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    • "Due to the high level of reach and accessibility of the Internet [5], it offers a good platform for the dissemination of tailored and targeted interventions to the general public [5-8]. Especially interventions using computer tailored techniques have reported positive effects [7-9], e.g. in the fields of physical activity [10,11], fruit and vegetable intake [12,13], smoking [14,15] and alcohol consumption [16,17]. This potentially high level of reach, combined with the proven effectiveness of computer tailored interventions, would suggest that interventions offered through the Internet hold the promise to significantly contribute to an increased impact on public health [18]. "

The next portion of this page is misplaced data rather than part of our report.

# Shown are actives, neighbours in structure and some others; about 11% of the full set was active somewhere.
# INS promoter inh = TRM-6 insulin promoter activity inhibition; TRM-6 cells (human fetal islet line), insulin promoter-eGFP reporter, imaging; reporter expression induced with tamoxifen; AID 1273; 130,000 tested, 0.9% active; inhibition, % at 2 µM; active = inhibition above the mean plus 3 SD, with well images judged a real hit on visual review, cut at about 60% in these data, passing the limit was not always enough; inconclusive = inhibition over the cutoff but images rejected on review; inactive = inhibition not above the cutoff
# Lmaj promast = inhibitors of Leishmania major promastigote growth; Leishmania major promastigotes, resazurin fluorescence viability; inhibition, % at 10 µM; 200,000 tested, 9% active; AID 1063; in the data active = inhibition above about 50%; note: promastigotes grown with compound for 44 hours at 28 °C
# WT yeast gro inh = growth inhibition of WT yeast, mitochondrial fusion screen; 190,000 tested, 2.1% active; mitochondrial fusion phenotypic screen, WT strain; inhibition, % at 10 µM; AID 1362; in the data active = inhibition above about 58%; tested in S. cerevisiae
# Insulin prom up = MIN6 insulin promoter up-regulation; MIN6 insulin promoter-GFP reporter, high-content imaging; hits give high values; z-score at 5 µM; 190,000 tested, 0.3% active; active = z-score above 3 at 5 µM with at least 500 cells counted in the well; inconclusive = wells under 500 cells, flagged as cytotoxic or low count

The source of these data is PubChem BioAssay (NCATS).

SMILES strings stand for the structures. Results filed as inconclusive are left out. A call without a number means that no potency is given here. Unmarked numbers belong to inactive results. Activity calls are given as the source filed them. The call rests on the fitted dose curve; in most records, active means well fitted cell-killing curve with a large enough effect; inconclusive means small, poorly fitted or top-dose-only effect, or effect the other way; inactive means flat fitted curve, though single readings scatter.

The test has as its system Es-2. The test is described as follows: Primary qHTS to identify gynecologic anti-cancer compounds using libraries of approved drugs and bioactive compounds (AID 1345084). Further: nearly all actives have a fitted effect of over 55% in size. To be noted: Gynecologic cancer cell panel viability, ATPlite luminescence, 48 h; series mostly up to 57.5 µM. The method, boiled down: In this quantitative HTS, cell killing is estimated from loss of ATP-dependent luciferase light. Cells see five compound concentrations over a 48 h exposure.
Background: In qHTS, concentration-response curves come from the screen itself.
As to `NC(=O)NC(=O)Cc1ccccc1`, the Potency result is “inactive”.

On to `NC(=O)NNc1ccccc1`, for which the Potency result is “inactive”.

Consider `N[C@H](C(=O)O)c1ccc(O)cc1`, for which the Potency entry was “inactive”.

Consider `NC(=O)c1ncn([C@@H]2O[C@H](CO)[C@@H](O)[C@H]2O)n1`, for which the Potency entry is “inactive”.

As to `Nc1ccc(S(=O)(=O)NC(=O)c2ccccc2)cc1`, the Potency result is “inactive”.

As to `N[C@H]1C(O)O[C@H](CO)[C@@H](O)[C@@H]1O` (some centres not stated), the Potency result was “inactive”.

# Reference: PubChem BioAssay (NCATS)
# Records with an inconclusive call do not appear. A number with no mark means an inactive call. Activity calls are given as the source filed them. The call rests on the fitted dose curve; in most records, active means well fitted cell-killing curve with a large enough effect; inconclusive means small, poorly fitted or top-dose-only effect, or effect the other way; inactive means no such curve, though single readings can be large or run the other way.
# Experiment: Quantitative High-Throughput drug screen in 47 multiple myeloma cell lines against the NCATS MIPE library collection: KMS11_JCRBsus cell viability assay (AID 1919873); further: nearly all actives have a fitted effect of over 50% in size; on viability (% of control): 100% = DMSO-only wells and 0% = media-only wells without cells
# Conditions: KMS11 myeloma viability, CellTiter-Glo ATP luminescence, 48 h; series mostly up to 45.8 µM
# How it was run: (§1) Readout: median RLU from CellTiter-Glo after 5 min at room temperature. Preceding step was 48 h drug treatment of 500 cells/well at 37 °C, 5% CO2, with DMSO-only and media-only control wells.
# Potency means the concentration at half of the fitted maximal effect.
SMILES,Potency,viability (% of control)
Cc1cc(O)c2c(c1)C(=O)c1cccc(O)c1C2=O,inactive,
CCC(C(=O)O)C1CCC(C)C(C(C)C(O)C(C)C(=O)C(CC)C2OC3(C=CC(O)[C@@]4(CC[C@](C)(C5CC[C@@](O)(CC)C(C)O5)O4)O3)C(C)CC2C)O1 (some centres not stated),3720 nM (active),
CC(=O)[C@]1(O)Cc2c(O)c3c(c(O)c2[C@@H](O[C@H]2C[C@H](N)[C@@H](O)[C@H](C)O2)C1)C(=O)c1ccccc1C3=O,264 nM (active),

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    ABSTRACT: The use of reactive strategies to disseminate effective Internet-delivered lifestyle interventions restricts their level of reach within the target population. This stresses the need to invest in proactive strategies to offer these interventions to the target population. The present study used a proactive strategy to increase reach of an Internet-delivered multi component computer tailored intervention, by embedding the intervention in an existing online health monitoring system of the Regional Public Health Services in the Netherlands. The research population consisted of Dutch adults who were invited to participate in the Adult Health Monitor (N = 96,388) offered by the Regional Public Health Services. This Monitor consisted of an online or a written questionnaire. A prospective design was used to determine levels of reach, by focusing on actual participation in the lifestyle intervention. Furthermore, adequacy of reach among the target group was assessed by composing detailed profiles of intervention users. Participants' characteristics, like demographics, behavioral and mental health status and quality of life, were included in the model as predictors. A total of 41,155 (43%) people participated in the Adult Health Monitor, ofwhich 41% (n = 16,940) filled out the online version. More than half of the online participants indicated their interest (n = 9169; 54%) in the computer tailored intervention and 5168 participants (31%) actually participated in the Internet-delivered computer tailored intervention. Males, older respondents and individuals with a higher educational degree were significantly more likely to participate in the intervention. Furthermore, results indicated that especially participants with a relatively healthier lifestyle and a healthy BMI were likely to participate. With one out of three online Adult Health Monitor participants actually participating in the computer tailored lifestyle intervention, the employed proactive dissemination strategy succeeded in ensuring relatively high levels of reach. Reach among at-risk individuals (e.g. low socioeconomic status and unhealthy lifestyle) was modest. It is therefore essential to further optimize reach by putting additional effort into increasing interest in the lifestyle intervention among at-risk individuals and to encourage them to actually use the intervention.Trial registration: Dutch Trial Register (NTR1786) and Medical Ethics Committee of Maastricht University and the University Hospital Maastricht (NL2723506809/MEC0903016).